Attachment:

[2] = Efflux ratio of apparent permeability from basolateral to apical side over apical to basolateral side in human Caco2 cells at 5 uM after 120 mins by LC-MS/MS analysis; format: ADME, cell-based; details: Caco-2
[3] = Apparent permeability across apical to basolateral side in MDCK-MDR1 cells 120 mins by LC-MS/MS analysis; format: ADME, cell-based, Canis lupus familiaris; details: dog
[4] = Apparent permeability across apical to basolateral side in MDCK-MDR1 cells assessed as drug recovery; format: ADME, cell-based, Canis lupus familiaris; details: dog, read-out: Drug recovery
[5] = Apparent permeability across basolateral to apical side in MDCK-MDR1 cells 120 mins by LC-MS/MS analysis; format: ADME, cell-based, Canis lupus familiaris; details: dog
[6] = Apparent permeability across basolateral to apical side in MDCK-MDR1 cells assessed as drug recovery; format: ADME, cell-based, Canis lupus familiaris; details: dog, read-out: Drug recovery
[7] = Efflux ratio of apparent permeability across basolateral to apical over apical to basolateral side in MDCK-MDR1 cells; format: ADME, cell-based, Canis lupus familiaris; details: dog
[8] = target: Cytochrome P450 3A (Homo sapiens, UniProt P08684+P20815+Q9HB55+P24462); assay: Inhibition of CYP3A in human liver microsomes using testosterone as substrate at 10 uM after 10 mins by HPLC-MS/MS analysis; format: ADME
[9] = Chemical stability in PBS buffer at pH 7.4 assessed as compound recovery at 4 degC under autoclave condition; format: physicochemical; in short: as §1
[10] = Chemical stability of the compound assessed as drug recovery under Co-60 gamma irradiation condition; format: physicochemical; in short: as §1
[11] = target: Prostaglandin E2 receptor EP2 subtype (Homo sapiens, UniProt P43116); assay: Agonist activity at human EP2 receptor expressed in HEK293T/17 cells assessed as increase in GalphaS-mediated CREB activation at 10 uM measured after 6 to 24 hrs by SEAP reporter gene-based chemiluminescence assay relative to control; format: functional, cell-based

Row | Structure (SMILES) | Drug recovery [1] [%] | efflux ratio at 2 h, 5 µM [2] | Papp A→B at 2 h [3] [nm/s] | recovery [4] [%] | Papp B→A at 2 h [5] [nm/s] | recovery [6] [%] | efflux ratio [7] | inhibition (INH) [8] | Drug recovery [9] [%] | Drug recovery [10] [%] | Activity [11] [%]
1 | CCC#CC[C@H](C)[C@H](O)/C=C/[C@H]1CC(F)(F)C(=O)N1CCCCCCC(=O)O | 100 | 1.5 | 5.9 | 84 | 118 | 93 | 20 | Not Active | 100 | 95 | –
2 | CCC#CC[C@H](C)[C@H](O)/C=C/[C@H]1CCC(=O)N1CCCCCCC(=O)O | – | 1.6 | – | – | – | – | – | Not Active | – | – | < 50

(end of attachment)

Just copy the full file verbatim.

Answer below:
[2] = Efflux ratio of apparent permeability from basolateral to apical side over apical to basolateral side in human Caco2 cells at 5 uM after 120 mins by LC-MS/MS analysis; format: ADME, cell-based; details: Caco-2
[3] = Apparent permeability across apical to basolateral side in MDCK-MDR1 cells 120 mins by LC-MS/MS analysis; format: ADME, cell-based, Canis lupus familiaris; details: dog
[4] = Apparent permeability across apical to basolateral side in MDCK-MDR1 cells assessed as drug recovery; format: ADME, cell-based, Canis lupus familiaris; details: dog, read-out: Drug recovery
[5] = Apparent permeability across basolateral to apical side in MDCK-MDR1 cells 120 mins by LC-MS/MS analysis; format: ADME, cell-based, Canis lupus familiaris; details: dog
[6] = Apparent permeability across basolateral to apical side in MDCK-MDR1 cells assessed as drug recovery; format: ADME, cell-based, Canis lupus familiaris; details: dog, read-out: Drug recovery
[7] = Efflux ratio of apparent permeability across basolateral to apical over apical to basolateral side in MDCK-MDR1 cells; format: ADME, cell-based, Canis lupus familiaris; details: dog
[8] = target: Cytochrome P450 3A (Homo sapiens, UniProt P08684+P20815+Q9HB55+P24462); assay: Inhibition of CYP3A in human liver microsomes using testosterone as substrate at 10 uM after 10 mins by HPLC-MS/MS analysis; format: ADME
[9] = Chemical stability in PBS buffer at pH 7.4 assessed as compound recovery at 4 degC under autoclave condition; format: physicochemical; in short: as §1
[10] = Chemical stability of the compound assessed as drug recovery under Co-60 gamma irradiation condition; format: physicochemical; in short: as §1
[11] = target: Prostaglandin E2 receptor EP2 subtype (Homo sapiens, UniProt P43116); assay: Agonist activity at human EP2 receptor expressed in HEK293T/17 cells assessed as increase in GalphaS-mediated CREB activation at 10 uM measured after 6 to 24 hrs by SEAP reporter gene-based chemiluminescence assay relative to control; format: functional, cell-based

Row | Structure (SMILES) | Drug recovery [1] [%] | efflux ratio at 2 h, 5 µM [2] | Papp A→B at 2 h [3] [nm/s] | recovery [4] [%] | Papp B→A at 2 h [5] [nm/s] | recovery [6] [%] | efflux ratio [7] | inhibition (INH) [8] | Drug recovery [9] [%] | Drug recovery [10] [%] | Activity [11] [%]
1 | CCC#CC[C@H](C)[C@H](O)/C=C/[C@H]1CC(F)(F)C(=O)N1CCCCCCC(=O)O | 100 | 1.5 | 5.9 | 84 | 118 | 93 | 20 | Not Active | 100 | 95 | –
2 | CCC#CC[C@H](C)[C@H](O)/C=C/[C@H]1CCC(=O)N1CCCCCCC(=O)O | – | 1.6 | – | – | – | – | – | Not Active | – | – | < 50